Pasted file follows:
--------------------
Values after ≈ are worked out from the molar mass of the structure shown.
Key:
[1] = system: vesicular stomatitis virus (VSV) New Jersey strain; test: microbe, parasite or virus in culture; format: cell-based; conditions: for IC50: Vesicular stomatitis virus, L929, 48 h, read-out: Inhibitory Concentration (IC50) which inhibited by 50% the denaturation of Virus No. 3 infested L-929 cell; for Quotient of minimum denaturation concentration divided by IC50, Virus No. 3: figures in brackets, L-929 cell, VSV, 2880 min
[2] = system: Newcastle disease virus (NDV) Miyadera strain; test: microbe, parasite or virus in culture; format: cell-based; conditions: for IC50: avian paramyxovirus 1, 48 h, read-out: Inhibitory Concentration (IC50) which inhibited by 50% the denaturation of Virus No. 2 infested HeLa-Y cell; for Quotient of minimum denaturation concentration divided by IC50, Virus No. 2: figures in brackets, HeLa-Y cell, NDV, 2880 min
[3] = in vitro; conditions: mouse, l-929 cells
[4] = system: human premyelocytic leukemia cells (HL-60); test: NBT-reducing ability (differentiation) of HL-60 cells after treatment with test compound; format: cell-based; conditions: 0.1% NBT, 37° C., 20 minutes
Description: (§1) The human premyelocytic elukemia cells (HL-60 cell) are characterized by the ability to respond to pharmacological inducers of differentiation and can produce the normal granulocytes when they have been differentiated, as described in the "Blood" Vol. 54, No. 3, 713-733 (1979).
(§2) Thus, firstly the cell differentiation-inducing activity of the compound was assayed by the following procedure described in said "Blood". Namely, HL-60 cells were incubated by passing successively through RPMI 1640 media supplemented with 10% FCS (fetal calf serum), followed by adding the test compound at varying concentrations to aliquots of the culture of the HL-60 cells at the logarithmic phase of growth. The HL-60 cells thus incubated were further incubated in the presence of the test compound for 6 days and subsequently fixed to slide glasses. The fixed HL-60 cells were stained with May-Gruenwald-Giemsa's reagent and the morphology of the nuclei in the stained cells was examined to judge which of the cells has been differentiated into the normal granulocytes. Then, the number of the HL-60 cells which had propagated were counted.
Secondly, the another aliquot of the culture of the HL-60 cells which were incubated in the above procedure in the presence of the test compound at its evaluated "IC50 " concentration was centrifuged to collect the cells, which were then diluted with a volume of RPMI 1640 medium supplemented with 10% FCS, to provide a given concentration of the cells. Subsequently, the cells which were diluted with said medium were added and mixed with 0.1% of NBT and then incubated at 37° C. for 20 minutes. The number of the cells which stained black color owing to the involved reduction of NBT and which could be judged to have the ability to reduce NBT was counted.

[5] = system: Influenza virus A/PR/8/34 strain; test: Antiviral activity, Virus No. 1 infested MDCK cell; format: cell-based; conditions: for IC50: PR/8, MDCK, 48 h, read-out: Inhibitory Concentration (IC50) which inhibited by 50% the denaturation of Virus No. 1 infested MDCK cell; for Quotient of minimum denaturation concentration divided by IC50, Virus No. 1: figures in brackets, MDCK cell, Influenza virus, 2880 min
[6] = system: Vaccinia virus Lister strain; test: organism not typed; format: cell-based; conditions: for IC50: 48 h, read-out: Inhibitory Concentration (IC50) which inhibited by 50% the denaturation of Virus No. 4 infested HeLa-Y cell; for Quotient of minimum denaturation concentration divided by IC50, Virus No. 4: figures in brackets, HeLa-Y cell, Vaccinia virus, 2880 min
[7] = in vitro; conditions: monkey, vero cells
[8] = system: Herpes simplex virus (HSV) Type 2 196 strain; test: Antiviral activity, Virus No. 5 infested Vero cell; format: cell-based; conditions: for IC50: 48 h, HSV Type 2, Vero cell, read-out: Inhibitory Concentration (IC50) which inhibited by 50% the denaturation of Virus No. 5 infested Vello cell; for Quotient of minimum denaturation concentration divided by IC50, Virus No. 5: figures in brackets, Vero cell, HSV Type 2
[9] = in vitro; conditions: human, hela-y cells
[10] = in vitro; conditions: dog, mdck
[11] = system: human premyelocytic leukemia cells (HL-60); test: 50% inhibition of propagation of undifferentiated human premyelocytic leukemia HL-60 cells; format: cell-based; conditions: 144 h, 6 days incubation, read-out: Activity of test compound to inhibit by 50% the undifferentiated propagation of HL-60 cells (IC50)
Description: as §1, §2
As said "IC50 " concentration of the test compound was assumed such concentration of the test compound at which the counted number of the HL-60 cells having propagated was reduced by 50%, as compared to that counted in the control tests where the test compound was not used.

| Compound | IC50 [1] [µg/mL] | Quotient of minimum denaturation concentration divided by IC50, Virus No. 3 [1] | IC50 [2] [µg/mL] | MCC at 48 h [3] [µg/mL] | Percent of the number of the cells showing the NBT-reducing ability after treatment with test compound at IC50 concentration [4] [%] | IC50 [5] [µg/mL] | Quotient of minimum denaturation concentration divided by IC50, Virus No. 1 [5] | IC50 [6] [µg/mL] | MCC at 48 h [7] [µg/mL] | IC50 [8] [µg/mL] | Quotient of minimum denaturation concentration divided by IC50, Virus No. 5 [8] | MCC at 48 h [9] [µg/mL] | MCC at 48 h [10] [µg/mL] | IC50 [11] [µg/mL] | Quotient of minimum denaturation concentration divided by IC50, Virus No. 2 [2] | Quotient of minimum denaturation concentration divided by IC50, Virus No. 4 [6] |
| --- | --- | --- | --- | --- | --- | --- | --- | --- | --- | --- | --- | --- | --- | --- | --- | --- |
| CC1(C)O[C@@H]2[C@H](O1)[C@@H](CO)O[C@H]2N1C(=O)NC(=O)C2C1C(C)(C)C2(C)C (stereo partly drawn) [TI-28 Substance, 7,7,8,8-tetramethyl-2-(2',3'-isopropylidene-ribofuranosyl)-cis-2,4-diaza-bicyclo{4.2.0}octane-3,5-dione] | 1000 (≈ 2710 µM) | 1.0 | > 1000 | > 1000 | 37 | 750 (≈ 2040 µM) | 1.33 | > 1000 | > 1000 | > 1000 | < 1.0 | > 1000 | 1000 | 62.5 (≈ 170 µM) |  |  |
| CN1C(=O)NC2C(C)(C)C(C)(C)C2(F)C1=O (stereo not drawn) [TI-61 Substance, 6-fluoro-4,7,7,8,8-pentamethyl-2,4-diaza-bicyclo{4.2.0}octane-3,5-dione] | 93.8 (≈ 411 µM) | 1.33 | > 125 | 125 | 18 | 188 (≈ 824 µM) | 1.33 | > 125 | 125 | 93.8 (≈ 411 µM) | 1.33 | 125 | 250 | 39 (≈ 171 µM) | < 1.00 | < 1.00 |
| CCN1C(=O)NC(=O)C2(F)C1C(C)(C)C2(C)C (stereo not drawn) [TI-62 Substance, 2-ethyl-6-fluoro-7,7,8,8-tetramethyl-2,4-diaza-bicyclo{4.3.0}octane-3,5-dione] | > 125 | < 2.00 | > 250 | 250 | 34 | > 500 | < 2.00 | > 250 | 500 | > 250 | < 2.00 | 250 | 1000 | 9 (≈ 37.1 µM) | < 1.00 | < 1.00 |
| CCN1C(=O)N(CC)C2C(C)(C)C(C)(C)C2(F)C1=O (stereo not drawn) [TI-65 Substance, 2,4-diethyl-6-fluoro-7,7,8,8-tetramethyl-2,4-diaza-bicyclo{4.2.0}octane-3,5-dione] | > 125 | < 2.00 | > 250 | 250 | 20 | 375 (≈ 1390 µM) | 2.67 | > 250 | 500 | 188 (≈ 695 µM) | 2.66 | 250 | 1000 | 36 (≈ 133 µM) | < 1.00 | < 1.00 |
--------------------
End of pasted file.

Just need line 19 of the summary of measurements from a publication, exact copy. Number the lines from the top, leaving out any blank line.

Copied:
| Compound | IC50 [1] [µg/mL] | Quotient of minimum denaturation concentration divided by IC50, Virus No. 3 [1] | IC50 [2] [µg/mL] | MCC at 48 h [3] [µg/mL] | Percent of the number of the cells showing the NBT-reducing ability after treatment with test compound at IC50 concentration [4] [%] | IC50 [5] [µg/mL] | Quotient of minimum denaturation concentration divided by IC50, Virus No. 1 [5] | IC50 [6] [µg/mL] | MCC at 48 h [7] [µg/mL] | IC50 [8] [µg/mL] | Quotient of minimum denaturation concentration divided by IC50, Virus No. 5 [8] | MCC at 48 h [9] [µg/mL] | MCC at 48 h [10] [µg/mL] | IC50 [11] [µg/mL] | Quotient of minimum denaturation concentration divided by IC50, Virus No. 2 [2] | Quotient of minimum denaturation concentration divided by IC50, Virus No. 4 [6] |